In Britain, experts estimated that fixing the country's bad eating habits might prevent nearly 70,000 people from prematurely dying of diet-related health problems like heart disease and cancer. It would also theoretically save the health system 20 billion pounds ($32 billion) every year.
In Brazil, however, the rates of illnesses linked to a poor diet are not as high as in the U.K. So Brazilians would get relatively few health benefits while their economy might lose millions.
The study was paid for by the London School of Hygiene and Tropical Medicine and was published online Thursday in the medical journal, Lancet.
"We are not suggesting people not eat a healthy diet," said Richard Smith, a professor of health system economics at the London School of Hygiene and Tropical Medicine. "We're just trying to point out that healthier eating can have unintended consequences."
Smith and colleagues said decisions in Brazil and in Western countries to adopt more vegetarian diets could cost the meat-dependent Brazilian economy 1,388 million reais ($815 million).
"In an ideal world, we would all have a perfect diet," Smith said. "But it's also desirable that everybody has a job."
Smith said officials should consider nutritional guidelines more carefully. For countries like Brazil, which rely heavily on meat imports to the West and to Japan, global nutritional advice could potentially be devastating.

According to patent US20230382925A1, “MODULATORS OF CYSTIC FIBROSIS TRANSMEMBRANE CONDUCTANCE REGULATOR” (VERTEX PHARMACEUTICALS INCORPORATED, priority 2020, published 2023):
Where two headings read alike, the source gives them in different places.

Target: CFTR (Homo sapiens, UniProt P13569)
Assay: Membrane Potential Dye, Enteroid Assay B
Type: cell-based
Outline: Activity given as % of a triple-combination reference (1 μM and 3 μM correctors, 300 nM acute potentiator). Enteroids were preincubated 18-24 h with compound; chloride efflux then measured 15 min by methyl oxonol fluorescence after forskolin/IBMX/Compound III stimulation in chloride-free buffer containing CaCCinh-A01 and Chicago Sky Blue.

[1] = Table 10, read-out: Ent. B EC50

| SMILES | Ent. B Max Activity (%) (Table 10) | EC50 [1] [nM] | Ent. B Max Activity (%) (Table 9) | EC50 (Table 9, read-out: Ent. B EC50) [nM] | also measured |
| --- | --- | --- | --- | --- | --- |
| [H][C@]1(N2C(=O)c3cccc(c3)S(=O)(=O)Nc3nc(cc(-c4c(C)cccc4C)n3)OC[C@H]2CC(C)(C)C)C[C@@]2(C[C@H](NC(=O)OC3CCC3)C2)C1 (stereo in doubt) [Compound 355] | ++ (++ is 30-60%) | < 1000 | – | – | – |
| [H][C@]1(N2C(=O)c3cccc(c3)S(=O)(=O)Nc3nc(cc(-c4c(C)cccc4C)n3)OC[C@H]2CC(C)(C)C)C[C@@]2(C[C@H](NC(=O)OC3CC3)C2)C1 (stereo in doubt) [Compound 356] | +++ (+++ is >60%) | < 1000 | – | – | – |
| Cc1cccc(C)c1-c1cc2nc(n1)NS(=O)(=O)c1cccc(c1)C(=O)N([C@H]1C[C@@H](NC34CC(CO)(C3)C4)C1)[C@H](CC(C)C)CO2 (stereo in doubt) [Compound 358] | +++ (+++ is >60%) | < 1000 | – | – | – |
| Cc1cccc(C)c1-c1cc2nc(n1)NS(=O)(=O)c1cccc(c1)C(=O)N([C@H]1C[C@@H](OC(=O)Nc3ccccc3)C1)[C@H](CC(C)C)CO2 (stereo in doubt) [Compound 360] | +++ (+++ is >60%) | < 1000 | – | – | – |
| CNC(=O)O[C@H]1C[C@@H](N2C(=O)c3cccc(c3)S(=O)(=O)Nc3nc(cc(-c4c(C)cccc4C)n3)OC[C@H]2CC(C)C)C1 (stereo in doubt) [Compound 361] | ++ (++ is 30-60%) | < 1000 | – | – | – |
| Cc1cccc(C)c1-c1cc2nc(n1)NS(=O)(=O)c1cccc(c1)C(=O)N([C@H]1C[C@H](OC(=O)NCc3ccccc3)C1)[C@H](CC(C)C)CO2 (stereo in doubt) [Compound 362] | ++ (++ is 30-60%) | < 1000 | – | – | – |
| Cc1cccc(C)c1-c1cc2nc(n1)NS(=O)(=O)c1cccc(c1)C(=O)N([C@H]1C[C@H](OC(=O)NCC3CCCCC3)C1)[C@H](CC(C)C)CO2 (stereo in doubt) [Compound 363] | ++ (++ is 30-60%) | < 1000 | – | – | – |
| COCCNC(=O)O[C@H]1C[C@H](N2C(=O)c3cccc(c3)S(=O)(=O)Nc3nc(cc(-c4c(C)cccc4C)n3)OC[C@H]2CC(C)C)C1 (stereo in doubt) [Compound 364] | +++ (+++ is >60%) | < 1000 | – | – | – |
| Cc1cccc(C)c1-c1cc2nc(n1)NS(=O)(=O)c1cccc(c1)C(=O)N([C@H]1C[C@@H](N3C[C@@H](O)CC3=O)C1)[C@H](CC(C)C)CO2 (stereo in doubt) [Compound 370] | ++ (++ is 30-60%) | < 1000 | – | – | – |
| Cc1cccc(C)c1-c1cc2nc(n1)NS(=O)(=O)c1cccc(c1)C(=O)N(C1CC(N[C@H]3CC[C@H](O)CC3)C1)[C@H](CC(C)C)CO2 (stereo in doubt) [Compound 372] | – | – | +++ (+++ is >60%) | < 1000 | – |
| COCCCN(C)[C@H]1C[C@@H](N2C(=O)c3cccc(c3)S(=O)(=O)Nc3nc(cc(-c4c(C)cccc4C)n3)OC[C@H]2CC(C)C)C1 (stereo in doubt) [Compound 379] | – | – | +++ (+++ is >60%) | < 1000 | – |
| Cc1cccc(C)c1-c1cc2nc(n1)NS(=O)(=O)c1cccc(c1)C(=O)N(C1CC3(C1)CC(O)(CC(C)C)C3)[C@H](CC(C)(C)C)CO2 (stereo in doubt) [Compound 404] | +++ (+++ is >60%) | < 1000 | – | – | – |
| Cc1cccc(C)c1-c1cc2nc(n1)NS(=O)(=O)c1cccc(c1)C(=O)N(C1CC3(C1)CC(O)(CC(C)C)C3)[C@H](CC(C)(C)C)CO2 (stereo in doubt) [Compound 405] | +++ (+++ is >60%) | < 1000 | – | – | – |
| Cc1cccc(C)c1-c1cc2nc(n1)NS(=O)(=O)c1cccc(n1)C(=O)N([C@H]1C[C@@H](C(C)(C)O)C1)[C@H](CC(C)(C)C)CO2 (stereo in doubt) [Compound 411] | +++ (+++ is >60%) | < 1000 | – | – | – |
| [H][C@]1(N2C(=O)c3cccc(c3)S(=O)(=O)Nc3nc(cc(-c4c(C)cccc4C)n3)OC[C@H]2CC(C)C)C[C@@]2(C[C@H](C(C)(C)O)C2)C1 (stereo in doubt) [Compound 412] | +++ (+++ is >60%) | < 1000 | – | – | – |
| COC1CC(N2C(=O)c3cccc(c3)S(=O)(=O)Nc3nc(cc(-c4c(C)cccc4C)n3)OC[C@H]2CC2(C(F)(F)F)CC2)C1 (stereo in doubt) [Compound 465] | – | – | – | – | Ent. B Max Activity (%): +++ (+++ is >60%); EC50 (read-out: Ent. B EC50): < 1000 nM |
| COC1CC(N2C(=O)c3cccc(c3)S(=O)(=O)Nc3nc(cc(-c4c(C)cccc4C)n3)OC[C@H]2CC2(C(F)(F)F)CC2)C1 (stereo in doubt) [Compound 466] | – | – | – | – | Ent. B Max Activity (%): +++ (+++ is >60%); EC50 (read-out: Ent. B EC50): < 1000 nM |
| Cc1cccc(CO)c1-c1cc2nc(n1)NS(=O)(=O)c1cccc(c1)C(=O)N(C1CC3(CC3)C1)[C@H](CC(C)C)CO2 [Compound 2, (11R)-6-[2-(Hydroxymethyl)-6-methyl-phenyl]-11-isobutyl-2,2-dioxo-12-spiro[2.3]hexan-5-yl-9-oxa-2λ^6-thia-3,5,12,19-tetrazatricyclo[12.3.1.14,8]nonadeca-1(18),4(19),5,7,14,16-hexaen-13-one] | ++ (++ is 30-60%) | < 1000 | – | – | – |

Others weren't so sure.
"There are things happening in the rest of the world that this model didn't account for," said Julian Morris, executive director of International Policy Network, a London-based think tank. "The increasing demand for meat in Asia is substantial, ongoing, and might counteract any reduced demand in developed countries."
Morris also disputed the assumption that healthy eating recommendations would change what people actually do have for dinner.
"If you really want a dramatic change in consumption of meat and dairy products, you need a radical policy, like a tax or quota system," he said.
Robert Beaglehole, an emeritus professor at the University of Auckland not linked to the study, said scientific developments might help one day.
"The answer could be to breed healthier cattle and pigs," he said, adding that more research was needed on whether additional strategies were necessary to ensure healthy eating guidelines don't accidentally hurt developing economies.
Smith said experts shouldn't assume nutritional advice, even when it's followed, automatically improves health.
"You could tell people to buy less meat and maybe they will buy bananas instead," he said. "But they could also buy more beer and wine."